Earlier this week, the Putnam County 911 Emergency Operations Center (EOC) moved into a new facility. Nearly six years after plans for the construction of an EOC and 911 facility were formulated, the project is nearly complete.
Radios were being moved to the Center starting on Wednesday this week. According to 911 Director Dave Costin it will take most of the rest of the week to move them all.
"We are transitioning radios all week. We've notified responders that the new center is officially open and we have moved out of the courthouse," said Costin.
Putnam County Planning Director Kim Hyten told the Banner Graphic that during the transition the 911 Center did not lose a single call.
"Some calls from landlines went to operators and were transferred over and all the cell calls came in fine. We were really pleased at how well the transition went," he said.
Monies for the EOC project come from Hazardous Waste Funds. Putnam County has one of only two hazardous waste sites in Indiana, located on S.R. 236 in Russell Township.
For every ton of waste deposited in the site, the state gets 75 percent of the $11.50 per ton fee. Putnam County gets the other 25 percent ($1.50). It is these funds that are being used to finance the new center.
"The county received $1.2 million one year and averages about $1 million a year generally," said Costin.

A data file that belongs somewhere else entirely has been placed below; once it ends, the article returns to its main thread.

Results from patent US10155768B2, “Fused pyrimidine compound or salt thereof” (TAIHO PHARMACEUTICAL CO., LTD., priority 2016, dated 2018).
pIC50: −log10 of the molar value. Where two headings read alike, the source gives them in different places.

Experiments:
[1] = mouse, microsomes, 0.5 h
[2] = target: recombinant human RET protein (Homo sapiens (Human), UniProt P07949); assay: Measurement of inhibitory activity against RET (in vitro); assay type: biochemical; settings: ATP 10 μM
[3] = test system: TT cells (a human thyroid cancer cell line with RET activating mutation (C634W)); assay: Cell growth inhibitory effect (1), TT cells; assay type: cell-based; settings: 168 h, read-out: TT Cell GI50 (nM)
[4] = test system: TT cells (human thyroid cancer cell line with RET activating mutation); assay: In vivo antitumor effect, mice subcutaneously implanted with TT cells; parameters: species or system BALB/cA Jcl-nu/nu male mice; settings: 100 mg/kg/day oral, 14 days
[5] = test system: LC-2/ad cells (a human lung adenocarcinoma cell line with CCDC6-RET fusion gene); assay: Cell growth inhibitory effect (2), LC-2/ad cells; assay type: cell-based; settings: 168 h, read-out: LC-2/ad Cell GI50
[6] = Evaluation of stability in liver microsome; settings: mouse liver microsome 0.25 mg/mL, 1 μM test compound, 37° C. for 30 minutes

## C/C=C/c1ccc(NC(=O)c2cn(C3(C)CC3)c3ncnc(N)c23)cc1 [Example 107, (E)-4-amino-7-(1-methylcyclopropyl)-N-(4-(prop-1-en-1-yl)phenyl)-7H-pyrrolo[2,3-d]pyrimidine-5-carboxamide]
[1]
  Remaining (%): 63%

Hyten emphasized that, "the monies from this fund cannot legally be used for any other projects such as roads, property taxes or other issues. This means Putnam County residents are not paying for the facility. Companies dumping their hazardous waste at the site, which is very tightly controlled, are paying for it," he said.
"And, one of the reasons we have this center is because of the county commissioners. We have damn good commissioners who are working hard to do everything they can to help this county," added Hyten.
In addition to housing the county's 911 center, the new facility will house the command center for emergencies like tornadoes, flooding or other disasters. It will be used for all types of emergency training and it has a generator that will keep the 911 Center and the County Highway Department up and running in a disaster.
"This center will take Putnam County forward for the next 50 years. We will be prepared for any emergencies," said Costin.
An open house for the community will take place sometime in August or September once Costin is happy with all functions in the building. The new EOC is located at 1600 W. CR 225 S. in Greencastle.